One weekend, Mike got permission to leave for the weekend and off he went on a fishing trip.  When he returned on Sunday evening, we asked him how it had gone and if he’d caught any fish.  “It was okay”, he allowed, “but I didn’t catch any fish”.  Slowly, and with a lot of prodding we discovered that it really wasn’t a fishing trip at all. Instead he’d been out partying on a massive yacht, not just with his dad, but also with Julie Christie and Warren Beatty who were shooting McCabe and Mrs. Miller in Vancouver with Bob at the time.  Not only that, but Art Garfunkel and Jack Nicholson were also aboard to get some relief from filming Carnal Knowledge over at the Taylor’s old place in Vancouver, Shannon Estate.  Well, according to Mike it was a memorable trip, even without any fishing.  We thought so, too.


Christmas came and went and in the New Year Mike sought out the Housemaster with a request to be absent for a few days in February.  “What’s the purpose of the trip?” asked Mr. Grey.  “Well sir,” said Mike, “I need to go to the Academy Awards, my song’s been nominated.”  Mr. Grey looked a little startled and then said, “hmm.  I suppose that’s sufficient grounds, but be sure you keep up with any homework assignments, won’t you!”


The song didn’t win but the movie managed a statue or two.  Dozens of boys had crowded into Mr. Grey’s study to watch the telecast, hoping for a glimpse of Mike.  The camera did pause briefly on the Altman clan so we were able to verify his presence at any rate.


By Easter, the checks started rolling in.  The song didn’t get much airplay in North America but Europe was another story entirely.  Over there it was climbing the charts and over the course of just a couple of months Mike was raking in more dough than most of our parents would make in a year.  Finally the temptation grew to be too much for Mike and he decided to drop out.  He came back to visit us just before the end of the school year, driving some big old commercial truck that had been converted into a hippy version of a motor home.  In addition, his co-pilot was a dreamy looking beauty, which made us all turn an even darker shade of green.  After a brief visit, off he went, painlessly to be sure, into the proverbial sunset.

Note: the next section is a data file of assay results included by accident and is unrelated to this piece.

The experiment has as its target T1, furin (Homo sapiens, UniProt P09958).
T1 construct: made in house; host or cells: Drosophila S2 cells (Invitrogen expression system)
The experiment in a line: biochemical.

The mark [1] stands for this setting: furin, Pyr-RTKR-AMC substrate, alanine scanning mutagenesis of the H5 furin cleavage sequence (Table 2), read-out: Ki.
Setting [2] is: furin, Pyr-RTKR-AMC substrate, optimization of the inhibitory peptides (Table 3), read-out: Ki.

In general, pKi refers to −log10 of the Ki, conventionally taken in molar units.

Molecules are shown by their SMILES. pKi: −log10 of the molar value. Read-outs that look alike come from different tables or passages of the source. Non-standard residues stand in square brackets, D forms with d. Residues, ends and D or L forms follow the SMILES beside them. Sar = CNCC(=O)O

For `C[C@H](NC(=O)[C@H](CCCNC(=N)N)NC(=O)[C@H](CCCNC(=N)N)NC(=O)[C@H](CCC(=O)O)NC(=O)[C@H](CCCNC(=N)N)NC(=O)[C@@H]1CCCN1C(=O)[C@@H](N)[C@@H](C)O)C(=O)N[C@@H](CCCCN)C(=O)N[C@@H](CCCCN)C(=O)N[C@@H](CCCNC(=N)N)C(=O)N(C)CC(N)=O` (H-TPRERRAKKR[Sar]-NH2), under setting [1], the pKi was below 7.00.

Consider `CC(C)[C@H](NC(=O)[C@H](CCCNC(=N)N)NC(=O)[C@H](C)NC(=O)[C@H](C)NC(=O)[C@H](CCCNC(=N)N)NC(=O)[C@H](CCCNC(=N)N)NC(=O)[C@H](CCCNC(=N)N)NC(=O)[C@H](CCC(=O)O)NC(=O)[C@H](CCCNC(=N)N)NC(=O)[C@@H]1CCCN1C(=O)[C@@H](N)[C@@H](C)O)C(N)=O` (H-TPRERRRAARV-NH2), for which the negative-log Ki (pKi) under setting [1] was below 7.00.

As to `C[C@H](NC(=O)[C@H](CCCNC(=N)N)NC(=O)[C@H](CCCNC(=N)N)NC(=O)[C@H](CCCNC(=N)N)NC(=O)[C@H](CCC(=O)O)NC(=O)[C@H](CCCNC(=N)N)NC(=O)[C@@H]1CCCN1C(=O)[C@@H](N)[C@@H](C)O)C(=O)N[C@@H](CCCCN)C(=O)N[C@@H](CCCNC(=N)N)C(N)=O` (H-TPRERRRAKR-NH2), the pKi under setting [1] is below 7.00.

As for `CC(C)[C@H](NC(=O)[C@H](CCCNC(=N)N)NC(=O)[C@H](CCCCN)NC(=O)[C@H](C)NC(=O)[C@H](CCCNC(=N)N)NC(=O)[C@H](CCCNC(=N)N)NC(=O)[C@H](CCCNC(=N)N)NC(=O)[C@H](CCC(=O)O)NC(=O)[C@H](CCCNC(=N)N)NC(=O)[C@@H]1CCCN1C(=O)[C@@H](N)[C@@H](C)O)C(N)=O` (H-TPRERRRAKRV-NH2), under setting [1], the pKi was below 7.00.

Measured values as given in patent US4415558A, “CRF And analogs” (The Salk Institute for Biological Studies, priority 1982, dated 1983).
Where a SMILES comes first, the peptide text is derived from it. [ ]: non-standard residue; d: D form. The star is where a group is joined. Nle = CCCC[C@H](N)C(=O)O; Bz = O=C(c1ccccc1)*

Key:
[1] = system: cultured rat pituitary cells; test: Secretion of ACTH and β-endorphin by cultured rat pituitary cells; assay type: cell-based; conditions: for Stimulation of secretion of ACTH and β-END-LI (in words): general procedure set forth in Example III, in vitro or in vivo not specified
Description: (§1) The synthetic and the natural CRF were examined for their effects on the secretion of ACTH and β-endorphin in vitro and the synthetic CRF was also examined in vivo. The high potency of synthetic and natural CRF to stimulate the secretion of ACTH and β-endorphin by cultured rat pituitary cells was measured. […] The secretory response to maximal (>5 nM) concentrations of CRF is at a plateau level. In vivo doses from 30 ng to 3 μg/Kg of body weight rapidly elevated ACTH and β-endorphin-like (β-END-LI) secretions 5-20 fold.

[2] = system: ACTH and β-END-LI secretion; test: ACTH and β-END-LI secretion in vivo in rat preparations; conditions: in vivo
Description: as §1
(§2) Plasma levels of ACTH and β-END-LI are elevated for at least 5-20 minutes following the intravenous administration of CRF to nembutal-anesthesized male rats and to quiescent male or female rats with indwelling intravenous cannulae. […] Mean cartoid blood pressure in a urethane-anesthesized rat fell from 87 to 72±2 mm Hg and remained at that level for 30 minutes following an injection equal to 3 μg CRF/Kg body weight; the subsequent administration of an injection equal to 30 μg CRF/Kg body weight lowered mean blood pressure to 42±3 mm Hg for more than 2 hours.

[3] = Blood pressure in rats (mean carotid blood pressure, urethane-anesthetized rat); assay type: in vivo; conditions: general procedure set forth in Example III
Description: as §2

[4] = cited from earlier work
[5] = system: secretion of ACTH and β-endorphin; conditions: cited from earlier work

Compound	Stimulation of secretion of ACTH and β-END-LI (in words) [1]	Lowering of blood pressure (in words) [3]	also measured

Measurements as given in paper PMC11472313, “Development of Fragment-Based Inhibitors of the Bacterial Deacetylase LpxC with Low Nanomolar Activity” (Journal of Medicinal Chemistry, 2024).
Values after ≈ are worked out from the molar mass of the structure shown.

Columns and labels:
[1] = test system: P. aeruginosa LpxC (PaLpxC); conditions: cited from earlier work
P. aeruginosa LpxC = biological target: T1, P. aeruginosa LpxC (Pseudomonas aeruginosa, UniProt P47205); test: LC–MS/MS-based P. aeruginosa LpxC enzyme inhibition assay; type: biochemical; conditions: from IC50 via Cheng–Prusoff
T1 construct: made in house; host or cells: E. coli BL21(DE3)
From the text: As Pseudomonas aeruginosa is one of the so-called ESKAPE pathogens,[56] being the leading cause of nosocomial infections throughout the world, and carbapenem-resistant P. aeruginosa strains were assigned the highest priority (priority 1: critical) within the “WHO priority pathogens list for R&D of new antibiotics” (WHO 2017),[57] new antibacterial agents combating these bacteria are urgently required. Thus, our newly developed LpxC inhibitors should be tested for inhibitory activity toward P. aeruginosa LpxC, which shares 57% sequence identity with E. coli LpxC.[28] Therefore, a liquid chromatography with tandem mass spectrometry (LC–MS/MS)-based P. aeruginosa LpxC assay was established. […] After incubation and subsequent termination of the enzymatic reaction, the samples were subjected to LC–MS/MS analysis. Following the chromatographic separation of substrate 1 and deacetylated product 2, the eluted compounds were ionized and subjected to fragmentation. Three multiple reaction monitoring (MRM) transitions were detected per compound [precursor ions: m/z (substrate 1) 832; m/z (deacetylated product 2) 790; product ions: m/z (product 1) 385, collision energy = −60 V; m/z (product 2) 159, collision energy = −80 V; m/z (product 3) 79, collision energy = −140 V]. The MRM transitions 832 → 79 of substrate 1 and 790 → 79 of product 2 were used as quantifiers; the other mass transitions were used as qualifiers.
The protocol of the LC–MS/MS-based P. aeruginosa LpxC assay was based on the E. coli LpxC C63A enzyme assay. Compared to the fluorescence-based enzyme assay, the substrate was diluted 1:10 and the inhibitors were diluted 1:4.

1 Comment

Filed under Musical Vignettes

One response to “Mashed Up

  1. Bernard Garner

    I was there is the late fifties when it was a toxic culture of beatings, bullying and hazing. A couple of years ago I learned that Scabs, my old Ripley’s housemaster blew his brains out with a shotgun. I was delighted to hear that. The old closet pederast was dead. I made me realize how much bad stuff I was still carrying around to feel that way. I learned about Nick Duffel’s boarding school survivor workshops and went over to London for two of them. I gave me some perspective of my lifetime of depression, workaholism and social isolation, three of the major symptoms of being a “boarding school survivor”. I would recommend his workshops if you feel your past there is interfering with your life. I also learned that Fred Waters, the head boy who administered the beatiings for minor infractions drank himself to death in his early thirties and that Ned Larsen had died of a brain tumor. More good news.